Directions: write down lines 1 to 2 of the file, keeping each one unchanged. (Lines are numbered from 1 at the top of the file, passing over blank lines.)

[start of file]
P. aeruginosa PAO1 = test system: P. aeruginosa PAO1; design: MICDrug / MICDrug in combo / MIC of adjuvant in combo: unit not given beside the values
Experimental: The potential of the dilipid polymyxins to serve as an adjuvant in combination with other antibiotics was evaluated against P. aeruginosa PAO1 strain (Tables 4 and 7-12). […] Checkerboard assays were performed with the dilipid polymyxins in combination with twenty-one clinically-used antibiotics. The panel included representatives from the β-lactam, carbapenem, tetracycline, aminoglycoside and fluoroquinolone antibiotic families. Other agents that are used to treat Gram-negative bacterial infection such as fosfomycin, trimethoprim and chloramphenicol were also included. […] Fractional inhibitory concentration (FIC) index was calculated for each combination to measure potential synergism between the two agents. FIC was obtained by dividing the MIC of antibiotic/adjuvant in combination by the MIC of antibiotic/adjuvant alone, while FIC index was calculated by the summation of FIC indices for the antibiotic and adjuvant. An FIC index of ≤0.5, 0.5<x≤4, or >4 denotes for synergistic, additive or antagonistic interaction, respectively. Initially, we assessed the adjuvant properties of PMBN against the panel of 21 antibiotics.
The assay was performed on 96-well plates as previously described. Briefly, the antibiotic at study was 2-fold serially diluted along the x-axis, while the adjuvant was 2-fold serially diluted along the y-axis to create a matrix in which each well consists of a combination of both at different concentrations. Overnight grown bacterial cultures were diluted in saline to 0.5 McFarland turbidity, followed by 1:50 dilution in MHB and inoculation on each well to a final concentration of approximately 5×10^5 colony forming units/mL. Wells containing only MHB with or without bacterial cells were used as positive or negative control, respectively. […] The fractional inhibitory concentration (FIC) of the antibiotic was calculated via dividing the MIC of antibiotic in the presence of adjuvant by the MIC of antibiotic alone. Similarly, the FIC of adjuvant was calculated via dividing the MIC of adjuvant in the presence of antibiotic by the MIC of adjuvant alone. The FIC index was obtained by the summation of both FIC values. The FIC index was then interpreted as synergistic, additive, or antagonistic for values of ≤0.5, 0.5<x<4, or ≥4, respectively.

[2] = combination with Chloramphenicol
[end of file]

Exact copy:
P. aeruginosa PAO1 = test system: P. aeruginosa PAO1; design: MICDrug / MICDrug in combo / MIC of adjuvant in combo: unit not given beside the values
Experimental: The potential of the dilipid polymyxins to serve as an adjuvant in combination with other antibiotics was evaluated against P. aeruginosa PAO1 strain (Tables 4 and 7-12). […] Checkerboard assays were performed with the dilipid polymyxins in combination with twenty-one clinically-used antibiotics. The panel included representatives from the β-lactam, carbapenem, tetracycline, aminoglycoside and fluoroquinolone antibiotic families. Other agents that are used to treat Gram-negative bacterial infection such as fosfomycin, trimethoprim and chloramphenicol were also included. […] Fractional inhibitory concentration (FIC) index was calculated for each combination to measure potential synergism between the two agents. FIC was obtained by dividing the MIC of antibiotic/adjuvant in combination by the MIC of antibiotic/adjuvant alone, while FIC index was calculated by the summation of FIC indices for the antibiotic and adjuvant. An FIC index of ≤0.5, 0.5<x≤4, or >4 denotes for synergistic, additive or antagonistic interaction, respectively. Initially, we assessed the adjuvant properties of PMBN against the panel of 21 antibiotics.